Reviewed by Nikki Cotter
Opening Night verdict ⭐️⭐️⭐️⭐️1/2
Since it first debuted on Broadway back in 1959, Gypsy, based on the memoirs of world-famous striptease artist Gypsy Rose Lee has cemented itself amongst theatre goers and critics alike as a cult classic.
The combination of Arthur Laurents emotionally rich book, Julie Styne’s sublime score and Sondheim’s clever lyrics are a magical starting point for any director, ensuring any recreation comes with high expectations. The challenge of staging the show in the round adding more than a little pressure to those expectations.
Director Jo Davies ensures her cast more than rise to the occasion in the Royal Exchange’s production as all sections of the audience are equally played to with the use of a huge revolving proscenium arch bedecked with Hollywood lights designed by Francis O’Connor.
The show bursts into vibrant life with a flurry of child stars twirling and tossing, vying for their moment in the spotlight, at the heart of them of course is Momma Rose, prompting and pushing Louise and Baby June to smile wider and kick higher.
Intentions set out from the start Baby June is without doubt the main event here with sister Louise playing second fiddle to her star-turn. The ultimate in pushy showbiz mothers, Momma Rose will make certain everyone knows what a talent her baby is, that is until pushed too far she abandons both her mother and sister in a bid to escape her mother’s obsessional drive. Forced to turn to her alternative due to her desperation for success wallflower Louise who lives life firmly in the background is thrust centre stage with astonishing results.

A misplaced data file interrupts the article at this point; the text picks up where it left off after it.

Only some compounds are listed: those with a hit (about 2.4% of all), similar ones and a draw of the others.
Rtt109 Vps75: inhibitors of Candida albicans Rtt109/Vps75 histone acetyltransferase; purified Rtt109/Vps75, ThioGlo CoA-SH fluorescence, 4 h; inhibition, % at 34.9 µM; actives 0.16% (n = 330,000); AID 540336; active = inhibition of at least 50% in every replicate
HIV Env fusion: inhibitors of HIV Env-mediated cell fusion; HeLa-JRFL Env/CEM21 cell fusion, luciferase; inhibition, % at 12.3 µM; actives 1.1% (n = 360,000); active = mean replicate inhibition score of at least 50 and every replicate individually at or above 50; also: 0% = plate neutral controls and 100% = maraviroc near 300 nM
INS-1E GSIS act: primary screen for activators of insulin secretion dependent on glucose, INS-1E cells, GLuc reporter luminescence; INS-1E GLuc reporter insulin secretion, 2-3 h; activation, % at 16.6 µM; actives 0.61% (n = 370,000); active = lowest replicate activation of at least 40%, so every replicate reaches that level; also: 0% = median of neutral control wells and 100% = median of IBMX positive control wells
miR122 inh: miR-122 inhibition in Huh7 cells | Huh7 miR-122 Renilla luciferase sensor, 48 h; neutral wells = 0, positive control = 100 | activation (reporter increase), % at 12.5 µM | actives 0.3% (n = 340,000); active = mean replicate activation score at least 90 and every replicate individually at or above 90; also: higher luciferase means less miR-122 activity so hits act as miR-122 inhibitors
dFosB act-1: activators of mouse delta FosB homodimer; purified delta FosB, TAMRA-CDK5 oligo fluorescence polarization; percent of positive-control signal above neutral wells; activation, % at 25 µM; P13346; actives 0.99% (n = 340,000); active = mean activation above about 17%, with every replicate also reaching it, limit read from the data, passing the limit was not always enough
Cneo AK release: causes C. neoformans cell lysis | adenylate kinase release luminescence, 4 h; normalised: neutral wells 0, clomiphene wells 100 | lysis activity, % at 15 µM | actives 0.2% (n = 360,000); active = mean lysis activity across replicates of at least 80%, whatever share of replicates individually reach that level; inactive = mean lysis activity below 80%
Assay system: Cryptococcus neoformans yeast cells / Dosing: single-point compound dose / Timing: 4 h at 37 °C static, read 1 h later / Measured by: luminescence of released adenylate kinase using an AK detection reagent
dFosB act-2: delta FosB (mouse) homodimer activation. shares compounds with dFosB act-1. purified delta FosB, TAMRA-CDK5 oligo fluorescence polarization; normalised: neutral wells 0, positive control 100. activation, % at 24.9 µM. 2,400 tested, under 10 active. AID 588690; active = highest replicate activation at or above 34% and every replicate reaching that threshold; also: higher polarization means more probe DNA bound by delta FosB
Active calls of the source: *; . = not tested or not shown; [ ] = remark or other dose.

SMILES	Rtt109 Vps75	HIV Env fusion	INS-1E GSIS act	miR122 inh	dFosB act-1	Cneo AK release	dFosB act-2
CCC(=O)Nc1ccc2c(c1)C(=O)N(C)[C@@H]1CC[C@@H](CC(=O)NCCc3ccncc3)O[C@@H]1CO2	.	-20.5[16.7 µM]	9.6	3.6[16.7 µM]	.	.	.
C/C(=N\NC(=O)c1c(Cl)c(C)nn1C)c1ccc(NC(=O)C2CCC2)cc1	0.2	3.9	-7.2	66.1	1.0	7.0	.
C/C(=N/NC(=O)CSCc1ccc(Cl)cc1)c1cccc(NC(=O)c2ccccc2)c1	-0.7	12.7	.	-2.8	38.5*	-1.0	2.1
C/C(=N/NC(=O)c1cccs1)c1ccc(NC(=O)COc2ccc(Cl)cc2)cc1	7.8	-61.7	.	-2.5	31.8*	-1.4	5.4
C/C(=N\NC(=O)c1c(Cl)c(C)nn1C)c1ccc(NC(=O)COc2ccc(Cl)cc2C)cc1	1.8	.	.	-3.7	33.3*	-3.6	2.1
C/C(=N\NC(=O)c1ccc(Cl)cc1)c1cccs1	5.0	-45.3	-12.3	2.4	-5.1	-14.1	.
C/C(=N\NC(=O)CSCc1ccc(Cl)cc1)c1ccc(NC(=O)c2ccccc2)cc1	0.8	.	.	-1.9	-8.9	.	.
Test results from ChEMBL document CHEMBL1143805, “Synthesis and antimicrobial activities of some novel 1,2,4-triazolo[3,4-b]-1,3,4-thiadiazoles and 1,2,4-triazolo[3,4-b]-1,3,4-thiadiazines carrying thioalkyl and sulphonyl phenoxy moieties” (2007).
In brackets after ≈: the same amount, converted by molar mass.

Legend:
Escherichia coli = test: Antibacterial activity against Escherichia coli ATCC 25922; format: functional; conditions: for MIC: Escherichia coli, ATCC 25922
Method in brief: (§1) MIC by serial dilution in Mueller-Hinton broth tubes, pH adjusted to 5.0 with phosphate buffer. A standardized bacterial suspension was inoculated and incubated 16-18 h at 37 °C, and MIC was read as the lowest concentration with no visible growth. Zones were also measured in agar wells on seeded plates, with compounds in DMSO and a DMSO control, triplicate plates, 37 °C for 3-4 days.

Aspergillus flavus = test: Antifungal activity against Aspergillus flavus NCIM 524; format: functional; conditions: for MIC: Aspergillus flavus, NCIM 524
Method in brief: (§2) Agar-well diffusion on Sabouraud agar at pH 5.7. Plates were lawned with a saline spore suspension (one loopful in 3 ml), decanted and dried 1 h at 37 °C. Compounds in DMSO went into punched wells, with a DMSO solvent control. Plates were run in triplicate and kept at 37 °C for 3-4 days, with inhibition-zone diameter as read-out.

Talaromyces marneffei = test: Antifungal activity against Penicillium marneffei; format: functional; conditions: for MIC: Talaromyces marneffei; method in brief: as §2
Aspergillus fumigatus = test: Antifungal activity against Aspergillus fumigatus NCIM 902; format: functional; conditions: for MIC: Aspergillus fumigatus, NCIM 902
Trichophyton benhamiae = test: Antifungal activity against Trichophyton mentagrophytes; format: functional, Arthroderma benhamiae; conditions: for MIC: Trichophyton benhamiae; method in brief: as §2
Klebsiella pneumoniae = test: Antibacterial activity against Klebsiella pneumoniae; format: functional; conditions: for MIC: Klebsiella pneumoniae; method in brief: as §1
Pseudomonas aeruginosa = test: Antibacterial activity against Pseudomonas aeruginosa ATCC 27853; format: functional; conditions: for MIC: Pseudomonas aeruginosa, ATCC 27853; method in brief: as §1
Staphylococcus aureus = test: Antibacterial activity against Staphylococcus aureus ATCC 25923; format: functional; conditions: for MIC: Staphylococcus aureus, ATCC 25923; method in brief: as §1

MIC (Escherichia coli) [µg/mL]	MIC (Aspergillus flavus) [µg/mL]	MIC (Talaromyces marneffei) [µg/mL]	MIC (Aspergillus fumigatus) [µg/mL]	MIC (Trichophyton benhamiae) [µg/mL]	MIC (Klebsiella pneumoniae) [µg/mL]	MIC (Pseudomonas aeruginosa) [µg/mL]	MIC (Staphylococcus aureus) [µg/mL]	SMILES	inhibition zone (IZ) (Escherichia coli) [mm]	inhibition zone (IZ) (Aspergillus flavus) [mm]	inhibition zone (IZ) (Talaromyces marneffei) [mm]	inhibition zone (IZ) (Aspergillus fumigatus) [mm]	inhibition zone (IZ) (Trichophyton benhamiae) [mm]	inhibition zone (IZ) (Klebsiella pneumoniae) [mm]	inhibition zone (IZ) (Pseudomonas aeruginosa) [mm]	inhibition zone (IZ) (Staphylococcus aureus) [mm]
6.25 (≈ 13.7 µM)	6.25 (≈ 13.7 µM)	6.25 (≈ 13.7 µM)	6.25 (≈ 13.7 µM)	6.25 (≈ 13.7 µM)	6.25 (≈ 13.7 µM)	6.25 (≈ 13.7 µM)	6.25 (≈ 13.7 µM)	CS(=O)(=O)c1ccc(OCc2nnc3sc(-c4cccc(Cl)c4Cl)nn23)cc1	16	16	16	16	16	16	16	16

The energy from the young cast (the Red Team for tonight’s performance) is exceptional. They leap and bounce their way through opening number Let Me Entertain You (Rose’s Entrance) like they’ve been vaudeville stars all of their little lives with Marley Quinlan-Gardner giving a hilariously brilliant performance as the pouting, petulant Baby June. The changeover from children to adults is cleverly done, you barely realise it’s happening when suddenly it’s a grown-up cast twisting and twirling before you.
Ria Jones is outstanding as Momma Rose, addicted to the glamour of showbiz and prepared to sacrifice anything for the success of her daughters. So consumed by her need for success she dangerously risks losing everything due to her single-minded obsession for glory. Ria Jones gets to the very heart of Rose, witty and wonderfully charismatic with an unwavering determination her delivery of final number Rose’s Turn where she finally takes centre stage brings the house down, breathtakingly brilliant.
Often in productions of Gypsy it’s all about Momma Rose however Jo Davies ensures shy Louise is given full attention. Her character goes on the most incredible journey while her transformation into sensational striptease artist Gypsy Rose Lee is nothing short of magnificent. Melissa James is a sensation, delivering the role with great style, pure class and heaps of sass. She showcases Andrew Wright’s choreography to perfection while wowing in Gabrielle Dalton’s stunning costumes during her thrilling transformation number Let Me Entertain You (Gypsy’s Strip).
Lewis Gaunt as Tulsa offers a real standout moment with his beautifully executed performance of All I Need Is The Girl while Dale Rapley gives an incredibly touching performance as loyal Herbie.
One small quibble would be that while the revolving arch looks spectacular it does somewhat restrict your view if it stops directly in front of you, thankfully it moves frequently but it does feel a bit of a design flaw in an otherwise spectacular show.
Gypsy is a dazzling, daring production with both design and choreography beautifully evoking the long since vanished world of vauderville. Broadway is brought back to Manchester with a big, bold and beautiful bang. Another absolute triumph for the team at the Royal Exchange.
Gypsy runs at the Royal Exchange until 1st February after adding an extra week due to popular demand, tickets available here.